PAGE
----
"Keep telling the stories" about how and why your church began, Presiding Bishop Katharine Jefferts Schori told parishioners and guests on Dec. 19 at the celebration of the 50th anniversary of the consecration of the church building at St. Columba Episcopal Church in Marathon, Florida, a small community in the upper Florida Keys.
"Those stories are filled with hope," she said during her sermon. "You give evidence of hope for those who aren't members of this intimate group by your remarkable growth in this place, and by your attention to those far beyond these islands."
The small Diocese of Southeast Florida congregation -- about 100 people during "season" (the winter months) and sometimes as few as 25 in the summer -- has a schedule of ministries out of proportion to its numbers.
St. Columba provides space for Al-Anon groups, Weight Watchers, yoga classes, Boy Scouts and the private counseling offered through Marathon's domestic-abuse hotline. The church works with Habitat for Humanity, the Grace Jones Community Day Care and Keys Area Interdenominational Resources, which provides a food pantry and other emergency services for individuals and families in crisis, and has taken over the operation of the Higher Love Mission for Homelessness.
In addition to these community ministries, in the past three years parishioners have taken mission trips to Sudan, Honduras and Madagascar.
"We thought that the presiding bishop might be interested in St. Columba, because we are a small but growing church; we have a large community and international outreach; we have really pretty gardens; we have an art gallery and a working art guild with nationally known artists; we do lots of interesting things for and with the community; and we have interesting hurricane-resistant glass windows -- including one with the Loch Ness Monster," said St. Columba's priest-in-charge, the Very Rev. Debra Andrew Maconaughey.
The rather cheerful-looking "Nessie" depicted in the window is a nod to the congregation's Celtic namesake; the sixth-century missionary from Ireland to Scotland, Columba or Colmcille, was said to have saved a swimmer from the monster.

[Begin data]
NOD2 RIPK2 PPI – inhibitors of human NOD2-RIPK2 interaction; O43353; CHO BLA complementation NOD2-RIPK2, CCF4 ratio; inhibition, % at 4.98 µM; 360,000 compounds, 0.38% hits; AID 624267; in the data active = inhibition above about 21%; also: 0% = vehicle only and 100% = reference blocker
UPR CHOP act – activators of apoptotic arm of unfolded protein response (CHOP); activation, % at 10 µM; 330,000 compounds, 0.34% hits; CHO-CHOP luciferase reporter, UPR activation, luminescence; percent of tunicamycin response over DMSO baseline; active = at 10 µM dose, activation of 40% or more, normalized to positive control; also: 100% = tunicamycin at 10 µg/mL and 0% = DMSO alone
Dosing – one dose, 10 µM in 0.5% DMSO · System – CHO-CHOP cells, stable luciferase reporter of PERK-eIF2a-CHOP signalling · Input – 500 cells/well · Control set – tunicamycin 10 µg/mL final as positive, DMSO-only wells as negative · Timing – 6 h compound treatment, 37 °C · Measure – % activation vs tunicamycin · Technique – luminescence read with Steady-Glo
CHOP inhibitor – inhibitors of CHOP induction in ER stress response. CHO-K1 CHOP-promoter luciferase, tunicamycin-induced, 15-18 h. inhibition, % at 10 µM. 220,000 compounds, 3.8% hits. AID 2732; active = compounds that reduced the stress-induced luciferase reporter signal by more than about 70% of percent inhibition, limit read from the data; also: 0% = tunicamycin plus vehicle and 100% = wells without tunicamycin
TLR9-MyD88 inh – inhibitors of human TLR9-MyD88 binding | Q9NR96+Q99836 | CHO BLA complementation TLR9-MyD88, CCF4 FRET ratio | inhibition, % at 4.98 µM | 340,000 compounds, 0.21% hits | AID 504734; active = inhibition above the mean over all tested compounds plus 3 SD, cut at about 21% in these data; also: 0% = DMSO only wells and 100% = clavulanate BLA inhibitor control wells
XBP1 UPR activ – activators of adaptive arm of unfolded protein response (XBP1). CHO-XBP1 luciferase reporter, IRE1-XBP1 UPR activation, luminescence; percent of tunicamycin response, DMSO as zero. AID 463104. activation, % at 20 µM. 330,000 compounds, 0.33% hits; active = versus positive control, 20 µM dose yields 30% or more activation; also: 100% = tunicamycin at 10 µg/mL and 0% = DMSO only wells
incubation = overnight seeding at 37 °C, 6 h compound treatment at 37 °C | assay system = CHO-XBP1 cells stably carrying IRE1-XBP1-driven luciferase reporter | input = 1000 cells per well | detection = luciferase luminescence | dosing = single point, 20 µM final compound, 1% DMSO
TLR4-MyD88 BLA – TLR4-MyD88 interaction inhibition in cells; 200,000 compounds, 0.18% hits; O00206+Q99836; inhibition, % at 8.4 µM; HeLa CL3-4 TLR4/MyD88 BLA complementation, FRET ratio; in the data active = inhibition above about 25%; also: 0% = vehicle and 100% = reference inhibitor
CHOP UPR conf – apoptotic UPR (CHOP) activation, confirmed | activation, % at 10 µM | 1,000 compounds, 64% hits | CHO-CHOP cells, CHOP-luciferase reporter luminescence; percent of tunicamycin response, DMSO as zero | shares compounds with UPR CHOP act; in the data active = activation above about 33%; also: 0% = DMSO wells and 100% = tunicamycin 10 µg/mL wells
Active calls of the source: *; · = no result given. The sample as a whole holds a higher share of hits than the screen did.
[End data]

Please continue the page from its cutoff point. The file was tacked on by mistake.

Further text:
Jefferts Schori said that Southeast Florida Bishop Leo Frade encouraged her to accept St. Columba's invitation. "He really celebrates the growth of this congregation over the past couple of years," she said.
"God is continually doing new things, and they often come in unexpected forms or surprising places," she told the congregation in her sermon at the morning's festive Eucharist, citing the Keys' not-entirely-joking "declaration of independence" as the Conch Republic as an example with "some of that hopeful flavor -- no imperious outsiders are going to squeeze the life and unique gifts out of the people who dwell here."
At a brunch following the service, parishioner Mike Puto presented Jefferts Schori with a certificate proclaiming her an "Honorary Conch," and on behalf of the congregation Andrew Maconaughey gave her a gift membership in Marathon's Turtle Hospital.
Jefferts Schori later joined him; retired Bishop of Southeast Florida Calvin O. Schofield, Jr., and his wife, Elaine; and parishioners Franklin Greenman and Anne Morkill; and Turtle Hospital staff on a Coast Guard boat to return a rehabilitated turtle to the waters of the Gulf of Mexico.
As everyone else held onto whatever was at hand for the bumpy ride, former oceanographer Jefferts Schori stood comfortably in the middle of the deck, conversing with Turtle Hospital director Richie Moretti.
"I love being out on the water," she said, "and I don't have much opportunity to do this."
Moretti explained that the young (approximately 10 years old) green sea turtle had been in the care of the Turtle Hospital for more than a year for removal of tumors caused by a viral illness called fibropapilloma.
Covered with a damp towel, "Tammy" rode in a large plastic tub in the stern of the boat to a site about eight miles offshore, where Moretti said she would find ample sea grass for food and would not be likely to come back to shore looking for hand-outs.
Both bishops laid their hands on the turtle, blessing her for her journey, and Schofield offered a prayer for the animal and gave thanks for those who had cared for her. Then the presiding bishop and Moretti tipped the turtle into the water, where she quickly disappeared, then crested, still swimming hard -- going home.
The presiding bishop beamed. "This says so much about our whole ministry of healing," she said.